How the CDC’s New HeatRisk Tool Can Help Monitor Extreme Heat and Stay Safe

Extreme weather can be deadly, and the deadliest of all is extreme heat. Approximately 1,220 Americans die every year due to extreme heat, according to the Centers for Disease Control and Prevention (CDC). And more Americans die from heat than any other weather-related hazards—including floods, tornadoes, hurricanes, and cold—per the CDC.

That’s why the CDC and National Weather Service (NWS) have teamed up to roll out two experimental tools nationwide that will help public health officials and citizens to better prepare for dangerous heat.

“Heat-related illness and death are preventable,” CDC Director Mandy Cohen said when announcing the new HeatRisk initiative.

HeatRisk, which combines public health and historical temperature data to provide an index forecasting the potential impacts of heat on the human body, was conceptualized in 2013 and piloted in California before being expanded to the western U.S. in 2017. As of this week, it can now be used across the country.

Here’s what to know.

How do you use HeatRisk?

There are two tools to access HeatRisk information: and . The forecast tool is a prototype map hosted by the NWS that provides 7-day heat forecasts to help inform decisionmakers of heat conditions that could be harmful to public health, allowing them to plan responses.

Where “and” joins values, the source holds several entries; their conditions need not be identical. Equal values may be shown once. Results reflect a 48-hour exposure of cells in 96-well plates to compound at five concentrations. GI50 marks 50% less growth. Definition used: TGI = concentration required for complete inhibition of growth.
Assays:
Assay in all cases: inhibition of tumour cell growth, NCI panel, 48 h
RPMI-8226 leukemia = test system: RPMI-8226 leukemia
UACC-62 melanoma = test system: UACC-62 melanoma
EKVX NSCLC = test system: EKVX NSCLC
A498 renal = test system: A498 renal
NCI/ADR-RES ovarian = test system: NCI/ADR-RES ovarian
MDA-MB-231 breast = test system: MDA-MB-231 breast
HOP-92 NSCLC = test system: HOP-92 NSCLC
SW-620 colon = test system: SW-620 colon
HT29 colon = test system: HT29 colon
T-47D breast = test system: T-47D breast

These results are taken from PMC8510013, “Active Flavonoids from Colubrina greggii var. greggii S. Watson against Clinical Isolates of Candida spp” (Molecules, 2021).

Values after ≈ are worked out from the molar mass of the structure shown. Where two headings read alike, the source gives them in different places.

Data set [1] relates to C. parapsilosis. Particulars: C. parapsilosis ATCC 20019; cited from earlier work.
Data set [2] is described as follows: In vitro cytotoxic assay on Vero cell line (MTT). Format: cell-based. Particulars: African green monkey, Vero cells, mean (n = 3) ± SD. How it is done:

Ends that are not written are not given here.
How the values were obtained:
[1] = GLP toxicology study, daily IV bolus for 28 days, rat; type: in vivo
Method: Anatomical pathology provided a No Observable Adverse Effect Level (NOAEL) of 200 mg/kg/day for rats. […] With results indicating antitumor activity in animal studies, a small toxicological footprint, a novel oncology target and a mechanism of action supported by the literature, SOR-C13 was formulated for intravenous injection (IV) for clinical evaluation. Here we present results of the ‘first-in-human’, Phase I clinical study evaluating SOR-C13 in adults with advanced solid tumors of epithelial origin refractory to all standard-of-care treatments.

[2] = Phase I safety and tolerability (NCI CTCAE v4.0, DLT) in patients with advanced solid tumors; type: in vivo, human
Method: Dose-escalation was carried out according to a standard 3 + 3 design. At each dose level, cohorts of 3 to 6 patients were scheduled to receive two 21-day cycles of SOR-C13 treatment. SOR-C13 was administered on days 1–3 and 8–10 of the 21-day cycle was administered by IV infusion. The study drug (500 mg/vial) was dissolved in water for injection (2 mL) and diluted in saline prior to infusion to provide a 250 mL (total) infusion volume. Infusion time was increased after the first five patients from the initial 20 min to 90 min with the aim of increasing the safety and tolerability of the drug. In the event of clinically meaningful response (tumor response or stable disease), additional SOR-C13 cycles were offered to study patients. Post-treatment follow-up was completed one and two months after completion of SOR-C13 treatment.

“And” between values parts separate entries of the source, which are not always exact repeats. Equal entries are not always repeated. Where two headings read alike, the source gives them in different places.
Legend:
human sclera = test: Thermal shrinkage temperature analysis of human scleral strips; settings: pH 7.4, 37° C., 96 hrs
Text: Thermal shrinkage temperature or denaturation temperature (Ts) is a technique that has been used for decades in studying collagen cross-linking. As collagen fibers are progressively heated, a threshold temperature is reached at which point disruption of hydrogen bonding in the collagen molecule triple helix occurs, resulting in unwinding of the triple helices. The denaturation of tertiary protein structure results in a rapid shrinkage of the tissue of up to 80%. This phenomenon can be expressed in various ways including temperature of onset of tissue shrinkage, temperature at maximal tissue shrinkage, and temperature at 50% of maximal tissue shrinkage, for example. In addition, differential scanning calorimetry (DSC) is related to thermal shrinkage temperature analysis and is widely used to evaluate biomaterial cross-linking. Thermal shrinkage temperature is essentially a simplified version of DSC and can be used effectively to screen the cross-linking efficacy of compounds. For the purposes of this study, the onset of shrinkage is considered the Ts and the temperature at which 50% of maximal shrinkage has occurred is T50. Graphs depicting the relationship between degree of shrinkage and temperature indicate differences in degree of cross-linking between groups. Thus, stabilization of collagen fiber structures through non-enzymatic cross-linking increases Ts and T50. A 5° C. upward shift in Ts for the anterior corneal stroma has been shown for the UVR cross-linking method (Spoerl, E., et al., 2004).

It’s also, at least for now, available to the public while the NWS solicits feedback on the tool. “The NWS HeatRisk forecast is something that can be adapted to your particular needs and heat sensitivity, allowing you to track the forecast and take the actions that you need to take, when you need to take them,” the tool reads.

The HeatRisk Dashboard, which is hosted by the CDC, caters to the general public and pulls data from the forecast map. Users can enter their zip code for easily-digestible and location-specific HeatRisk information. It also provides guidelines and actions individuals can take to respond to the heat.

Who should use HeatRisk tools?

HeatRisk has been used by schools to decide on the appropriateness of outdoor activity for children, but the new tools can be used by everyone. There are, however, several particularly vulnerable populations to heat—such as the elderly, very young children, people experiencing homelessness, low-income households, those whose jobs are mainly outdoors, and those doing strenuous activities at the height of high temperatures—for which the HeatRisk Dashboard tailors specific clinical guidance.

What exactly does the HeatRisk tool tell you?

HeatRisk has a five-tiered, color-coded index. A tier corresponds to a 24-hour forecast, which considers how unusual the high temperature is, how long the heat would run for, and if those temperatures are associated with elevated risks.

What makes HeatRisk distinct from the other methods of measuring heat is its focus on unusual heat—defined as the warmest 5% of temperatures—specifically for a particular date and location.

There are five heat categories in HeatRisk running from 0-4—the higher the number, the greater the level of heat concern. Magenta (4) is at the extreme high end, which symbolizes the highest risk of heat effects, followed in descending order by red (3), orange (2), yellow (1), and green (0), which represents little or no risk from expected heat. Here’s what each category means and how the HeatRisk tool recommends you act accordingly.